Recently I almost died. I got a staph infection in my much abused trachea, which I aspirated, causing me to develop pneumonia. After more than five weeks in the hospital on powerful antibiotics and bed rest I have been able to return home to complete my recovery. A good but painful sign of my progress is that now I have the energy to not just concentrate on my survival but also to be frightened, sad, and angry about my brush with mortality, the huge bite taken out of my precious time, and the long and uncertain road ahead to regaining my former abilities.
Among my regrets is having to abandon my editorial responsibilities for Opening Stages. I am very grateful to Betty Siegel for her understanding and to Janet Salmons for taking over at such short notice.
I didn't find being so sick especially edifying, maybe because I thought that previous experience had already taught me all I needed to know about the vulnerability of the body and the necessity of adapting to its continual changes. I didn't think I needed a refresher course. But we don't get to choose what life throws at us; we just have to endure it with humility and patience. I'm fair at the former, but very bad at the latter.
What kept me from losing my mind, besides my precious human supports, was my attachment to art. I read Honey Brown Eyes, a brutal and tender play script in American Theatre magazine. My wife brought in the Sunday New York Times arts pages, so that I could feel connected to the world of my dreams and passion. And I began to conceive sentences and images with which to capture my ordeal. Their fury and wackiness amused and elated me and gave me a sense of power when in every other respect I felt completely bereft and out of control.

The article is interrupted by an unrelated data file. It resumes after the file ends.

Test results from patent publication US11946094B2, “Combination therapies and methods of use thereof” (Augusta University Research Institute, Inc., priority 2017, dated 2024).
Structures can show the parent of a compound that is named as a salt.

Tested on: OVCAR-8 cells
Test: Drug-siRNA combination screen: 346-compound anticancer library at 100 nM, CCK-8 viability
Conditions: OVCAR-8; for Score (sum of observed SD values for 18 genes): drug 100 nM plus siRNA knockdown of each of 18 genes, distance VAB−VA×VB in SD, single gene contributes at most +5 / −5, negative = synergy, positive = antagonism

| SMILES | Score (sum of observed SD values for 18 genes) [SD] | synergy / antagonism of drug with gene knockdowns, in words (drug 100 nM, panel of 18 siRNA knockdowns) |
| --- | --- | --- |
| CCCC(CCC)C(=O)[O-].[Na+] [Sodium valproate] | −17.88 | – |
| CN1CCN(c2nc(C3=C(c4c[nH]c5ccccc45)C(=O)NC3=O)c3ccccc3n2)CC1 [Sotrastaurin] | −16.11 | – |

Now that I am slowly regaining my strength, I am trying to develop those ideas into some coherent form. And I am very glad to both literally and figuratively have my voice back.
Those who can, do;
Those who can't, teach.
Ouch! How many of us have felt the bite of that old saw—and determined that teaching is "plan b" for someone who cannot make it as an artist? In this era, when artists need to use creativity to survive, it is time to re-imagine ways to succeed with performing arts careers that include teaching. Even a cursory exploration shows that there isn't an either/or choice between being an artist or teacher, so perhaps a continuum can help open our minds to a range of options.
The way I picture it, at one end of this continuum we have the full-time artist who may give occasional master classes or guide a protégé one-to-one. At the other end, we have the full-time professor or high-school teacher in an arts discipline. In between we can discover a number of ways to combine creating art and guiding others to create art of their own.
Teaching artists interviewed in this issue and in issue 29 of Opening Stages illustrate some of the possibilities. Carrie Sandahl, an Associate Professor in the Theater Department at Florida State University, is an academic. Diana Jordan and Pamela Sabaugh are artists who coach other artists. Pamela also teaches in community settings. Jaehn Clare uses performing arts to develop advocacy and civic skills and build an "understanding of how our work, both in the arts and in education, may foster positive social change in our communities." Derek Mortland tries to "teach more than music through my music" by catalyzing collaborative work.
To complement what we learn from these featured teaching artists, I spoke with representatives of two arts organizations that exemplify synergy of performing arts, teaching and learning with access for artists and audiences: Quest4Arts and the Arvada Center for the Arts.